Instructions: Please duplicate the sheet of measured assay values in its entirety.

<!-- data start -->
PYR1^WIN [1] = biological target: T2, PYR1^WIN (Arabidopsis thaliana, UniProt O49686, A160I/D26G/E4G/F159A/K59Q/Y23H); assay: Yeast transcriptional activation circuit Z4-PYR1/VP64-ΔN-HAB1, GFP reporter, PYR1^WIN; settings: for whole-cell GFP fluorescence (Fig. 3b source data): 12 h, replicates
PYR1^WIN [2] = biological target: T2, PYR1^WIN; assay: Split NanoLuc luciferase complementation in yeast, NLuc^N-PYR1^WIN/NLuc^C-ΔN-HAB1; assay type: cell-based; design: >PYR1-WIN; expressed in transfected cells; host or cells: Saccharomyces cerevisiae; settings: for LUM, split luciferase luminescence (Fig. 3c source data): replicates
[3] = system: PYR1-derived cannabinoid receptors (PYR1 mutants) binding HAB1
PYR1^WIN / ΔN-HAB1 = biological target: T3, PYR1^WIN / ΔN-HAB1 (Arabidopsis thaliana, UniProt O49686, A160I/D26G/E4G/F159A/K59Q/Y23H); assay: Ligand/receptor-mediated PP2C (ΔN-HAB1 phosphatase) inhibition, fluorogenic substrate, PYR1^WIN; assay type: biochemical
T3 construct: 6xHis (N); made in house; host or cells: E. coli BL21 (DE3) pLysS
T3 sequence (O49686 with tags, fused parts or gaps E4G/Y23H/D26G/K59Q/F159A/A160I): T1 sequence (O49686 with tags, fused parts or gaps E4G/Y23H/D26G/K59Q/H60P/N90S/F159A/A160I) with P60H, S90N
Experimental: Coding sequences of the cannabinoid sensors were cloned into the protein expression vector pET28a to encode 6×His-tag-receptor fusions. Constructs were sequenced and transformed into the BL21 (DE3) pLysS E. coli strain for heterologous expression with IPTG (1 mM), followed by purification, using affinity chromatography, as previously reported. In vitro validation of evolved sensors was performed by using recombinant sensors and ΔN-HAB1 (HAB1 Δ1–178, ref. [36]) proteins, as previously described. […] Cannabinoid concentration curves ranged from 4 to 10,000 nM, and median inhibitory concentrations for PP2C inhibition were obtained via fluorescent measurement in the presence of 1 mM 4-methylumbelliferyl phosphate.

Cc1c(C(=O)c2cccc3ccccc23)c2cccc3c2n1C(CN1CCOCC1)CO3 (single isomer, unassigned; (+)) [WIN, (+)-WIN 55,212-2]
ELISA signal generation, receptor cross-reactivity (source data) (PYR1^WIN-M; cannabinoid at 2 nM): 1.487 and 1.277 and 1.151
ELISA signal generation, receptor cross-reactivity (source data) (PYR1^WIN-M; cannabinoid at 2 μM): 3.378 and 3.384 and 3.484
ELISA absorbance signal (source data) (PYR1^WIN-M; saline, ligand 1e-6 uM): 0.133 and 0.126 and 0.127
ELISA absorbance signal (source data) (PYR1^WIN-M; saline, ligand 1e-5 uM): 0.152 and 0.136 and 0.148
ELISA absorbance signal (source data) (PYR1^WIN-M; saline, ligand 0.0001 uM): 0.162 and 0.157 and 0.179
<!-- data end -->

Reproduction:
PYR1^WIN [1] = biological target: T2, PYR1^WIN (Arabidopsis thaliana, UniProt O49686, A160I/D26G/E4G/F159A/K59Q/Y23H); assay: Yeast transcriptional activation circuit Z4-PYR1/VP64-ΔN-HAB1, GFP reporter, PYR1^WIN; settings: for whole-cell GFP fluorescence (Fig. 3b source data): 12 h, replicates
PYR1^WIN [2] = biological target: T2, PYR1^WIN; assay: Split NanoLuc luciferase complementation in yeast, NLuc^N-PYR1^WIN/NLuc^C-ΔN-HAB1; assay type: cell-based; design: >PYR1-WIN; expressed in transfected cells; host or cells: Saccharomyces cerevisiae; settings: for LUM, split luciferase luminescence (Fig. 3c source data): replicates
[3] = system: PYR1-derived cannabinoid receptors (PYR1 mutants) binding HAB1
PYR1^WIN / ΔN-HAB1 = biological target: T3, PYR1^WIN / ΔN-HAB1 (Arabidopsis thaliana, UniProt O49686, A160I/D26G/E4G/F159A/K59Q/Y23H); assay: Ligand/receptor-mediated PP2C (ΔN-HAB1 phosphatase) inhibition, fluorogenic substrate, PYR1^WIN; assay type: biochemical
T3 construct: 6xHis (N); made in house; host or cells: E. coli BL21 (DE3) pLysS
T3 sequence (O49686 with tags, fused parts or gaps E4G/Y23H/D26G/K59Q/F159A/A160I): T1 sequence (O49686 with tags, fused parts or gaps E4G/Y23H/D26G/K59Q/H60P/N90S/F159A/A160I) with P60H, S90N
Experimental: Coding sequences of the cannabinoid sensors were cloned into the protein expression vector pET28a to encode 6×His-tag-receptor fusions. Constructs were sequenced and transformed into the BL21 (DE3) pLysS E. coli strain for heterologous expression with IPTG (1 mM), followed by purification, using affinity chromatography, as previously reported. In vitro validation of evolved sensors was performed by using recombinant sensors and ΔN-HAB1 (HAB1 Δ1–178, ref. [36]) proteins, as previously described. […] Cannabinoid concentration curves ranged from 4 to 10,000 nM, and median inhibitory concentrations for PP2C inhibition were obtained via fluorescent measurement in the presence of 1 mM 4-methylumbelliferyl phosphate.

Cc1c(C(=O)c2cccc3ccccc23)c2cccc3c2n1C(CN1CCOCC1)CO3 (single isomer, unassigned; (+)) [WIN, (+)-WIN 55,212-2]
ELISA signal generation, receptor cross-reactivity (source data) (PYR1^WIN-M; cannabinoid at 2 nM): 1.487 and 1.277 and 1.151
ELISA signal generation, receptor cross-reactivity (source data) (PYR1^WIN-M; cannabinoid at 2 μM): 3.378 and 3.384 and 3.484
ELISA absorbance signal (source data) (PYR1^WIN-M; saline, ligand 1e-6 uM): 0.133 and 0.126 and 0.127
ELISA absorbance signal (source data) (PYR1^WIN-M; saline, ligand 1e-5 uM): 0.152 and 0.136 and 0.148
ELISA absorbance signal (source data) (PYR1^WIN-M; saline, ligand 0.0001 uM): 0.162 and 0.157 and 0.179